> Murray
>
> Schwarzwald wrote:
> > Heya Murray,
> >
> > Some comments below.
> >
> > * There's nothing about the methods commonly associated with
> > "methodological naturalism" that makes its findings or methods
> > exclusively compatible with naturalism anyway. Claiming that,
> > say, "Water = H2O" is a naturalistic discovery is an empty
> > statement, since nothing in the discovery or description is
> > necessarily incompatible with a non-naturalistic perspective.
> >
> >
> > I feel I must have entirely missed the point here - for the simple
> > reason that I don't believe anybody is arguing that MN is
> > "exclusively" compatible with naturalism. Rather the point has been
> > that MN is compatible with a metaphysic of a particularly Christian
> > theistic sort.
> >
> >
> > Part of my difficulty with MN is that it's simply a misnomer on a number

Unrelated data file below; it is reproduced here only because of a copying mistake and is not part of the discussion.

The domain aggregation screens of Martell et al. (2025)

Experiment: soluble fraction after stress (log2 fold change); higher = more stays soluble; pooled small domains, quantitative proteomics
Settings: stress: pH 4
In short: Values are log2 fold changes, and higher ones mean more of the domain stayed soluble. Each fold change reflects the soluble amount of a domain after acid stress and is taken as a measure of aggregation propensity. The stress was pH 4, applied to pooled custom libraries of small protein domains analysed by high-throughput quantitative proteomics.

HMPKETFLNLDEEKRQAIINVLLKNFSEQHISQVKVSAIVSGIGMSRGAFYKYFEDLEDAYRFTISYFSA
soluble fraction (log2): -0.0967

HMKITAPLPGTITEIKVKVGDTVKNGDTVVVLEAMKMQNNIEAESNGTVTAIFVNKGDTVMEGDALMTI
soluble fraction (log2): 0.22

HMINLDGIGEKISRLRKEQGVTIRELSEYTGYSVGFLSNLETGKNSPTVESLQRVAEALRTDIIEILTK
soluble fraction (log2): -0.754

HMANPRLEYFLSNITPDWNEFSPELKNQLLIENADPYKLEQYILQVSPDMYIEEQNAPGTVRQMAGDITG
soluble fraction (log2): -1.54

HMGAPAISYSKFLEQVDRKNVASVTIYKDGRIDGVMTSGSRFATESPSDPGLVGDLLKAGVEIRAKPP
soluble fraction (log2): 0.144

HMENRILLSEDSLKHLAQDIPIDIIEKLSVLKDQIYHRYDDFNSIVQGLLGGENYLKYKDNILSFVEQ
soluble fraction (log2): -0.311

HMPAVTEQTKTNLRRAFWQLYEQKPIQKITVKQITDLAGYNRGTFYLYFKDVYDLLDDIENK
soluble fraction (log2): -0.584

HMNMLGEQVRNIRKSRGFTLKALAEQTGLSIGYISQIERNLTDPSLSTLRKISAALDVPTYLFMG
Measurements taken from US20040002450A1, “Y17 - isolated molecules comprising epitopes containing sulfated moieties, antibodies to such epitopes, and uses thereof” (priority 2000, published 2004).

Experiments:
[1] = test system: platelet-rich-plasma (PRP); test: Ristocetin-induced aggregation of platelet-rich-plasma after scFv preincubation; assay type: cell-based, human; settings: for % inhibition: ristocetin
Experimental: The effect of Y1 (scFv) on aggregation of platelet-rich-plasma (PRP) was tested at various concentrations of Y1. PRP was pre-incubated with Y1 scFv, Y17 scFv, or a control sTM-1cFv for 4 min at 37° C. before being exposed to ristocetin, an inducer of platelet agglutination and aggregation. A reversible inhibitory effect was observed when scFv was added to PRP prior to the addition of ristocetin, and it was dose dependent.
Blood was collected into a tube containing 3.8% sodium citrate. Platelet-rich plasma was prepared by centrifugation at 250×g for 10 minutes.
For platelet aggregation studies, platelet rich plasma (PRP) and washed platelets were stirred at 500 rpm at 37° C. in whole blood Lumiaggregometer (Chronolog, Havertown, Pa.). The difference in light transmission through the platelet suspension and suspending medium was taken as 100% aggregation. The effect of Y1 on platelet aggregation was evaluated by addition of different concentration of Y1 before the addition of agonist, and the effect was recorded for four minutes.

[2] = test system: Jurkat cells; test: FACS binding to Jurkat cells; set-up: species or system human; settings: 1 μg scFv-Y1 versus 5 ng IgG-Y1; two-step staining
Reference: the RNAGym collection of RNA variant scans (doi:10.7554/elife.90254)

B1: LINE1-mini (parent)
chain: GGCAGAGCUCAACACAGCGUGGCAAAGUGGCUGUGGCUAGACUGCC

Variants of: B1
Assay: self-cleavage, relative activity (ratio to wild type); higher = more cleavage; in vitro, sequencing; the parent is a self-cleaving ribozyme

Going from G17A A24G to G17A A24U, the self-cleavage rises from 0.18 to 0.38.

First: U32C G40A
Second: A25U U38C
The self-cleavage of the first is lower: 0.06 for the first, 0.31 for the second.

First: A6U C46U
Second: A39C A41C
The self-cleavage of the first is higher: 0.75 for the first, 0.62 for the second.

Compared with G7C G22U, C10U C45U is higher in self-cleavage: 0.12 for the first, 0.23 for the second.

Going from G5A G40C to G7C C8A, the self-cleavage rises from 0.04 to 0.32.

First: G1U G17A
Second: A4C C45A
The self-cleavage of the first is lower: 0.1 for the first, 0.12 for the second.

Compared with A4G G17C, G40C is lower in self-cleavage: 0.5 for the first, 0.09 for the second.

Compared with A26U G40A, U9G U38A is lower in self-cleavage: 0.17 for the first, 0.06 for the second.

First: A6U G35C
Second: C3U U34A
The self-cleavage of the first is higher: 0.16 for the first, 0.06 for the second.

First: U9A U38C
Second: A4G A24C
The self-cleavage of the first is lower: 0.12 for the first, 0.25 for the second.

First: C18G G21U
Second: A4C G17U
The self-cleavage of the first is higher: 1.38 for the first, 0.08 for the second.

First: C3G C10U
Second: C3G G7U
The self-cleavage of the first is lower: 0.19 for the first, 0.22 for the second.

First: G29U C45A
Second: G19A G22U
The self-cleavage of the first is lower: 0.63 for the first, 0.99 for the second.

> > of levels. I think I expanded on that in the post, but to put it another
> > way: If the 'methods' in MN are not exclusive to MN - if they're
> > entirely compatible with (perhaps more compatible with) a theistic, or
> > other non-naturalist (certainly non-materialist-monist) worldview - then
> > why make reference to naturalism whatsoever? Again, to use an example I
> > made in the post - I've seen some Christians point out that they are
> > not, say, 'theistic meteorologists'. The argument being that the
> > qualification 'theistic' just isn't doing much. In which case - assuming
> > there's no objection to what I've pointed out here - why "use
> > methodological naturalism"?
> >
> >
> > So, taking the "Water = H2O" example: I wonder whatever gave you the
> > idea - which you seem to me to be taking as your point of departure
> > - that this claim is regarded as "incompatible with a
> > non-naturalistic perspective".
> >
> > Isn't the entire point of the theist's defence of MN precisely that
> > an explanation like "Water = H20" can be arrived at according to the
> > assumptions of MN whilst also being perfectly compatible with the
> > theistic (non-natural) perspective?
> >
> >
> > That's certainly the belief I had previously, and I think some of the